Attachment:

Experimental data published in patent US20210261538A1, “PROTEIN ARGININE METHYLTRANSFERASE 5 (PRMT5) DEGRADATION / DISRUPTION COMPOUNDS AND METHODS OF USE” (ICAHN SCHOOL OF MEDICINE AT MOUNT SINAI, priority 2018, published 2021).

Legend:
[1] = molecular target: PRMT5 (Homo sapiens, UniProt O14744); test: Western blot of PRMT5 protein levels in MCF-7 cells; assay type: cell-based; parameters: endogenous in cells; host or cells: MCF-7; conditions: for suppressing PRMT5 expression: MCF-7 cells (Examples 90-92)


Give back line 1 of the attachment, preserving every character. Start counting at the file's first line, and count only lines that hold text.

Experimental data published in patent US20210261538A1, “PROTEIN ARGININE METHYLTRANSFERASE 5 (PRMT5) DEGRADATION / DISRUPTION COMPOUNDS AND METHODS OF USE” (ICAHN SCHOOL OF MEDICINE AT MOUNT SINAI, priority 2018, published 2021).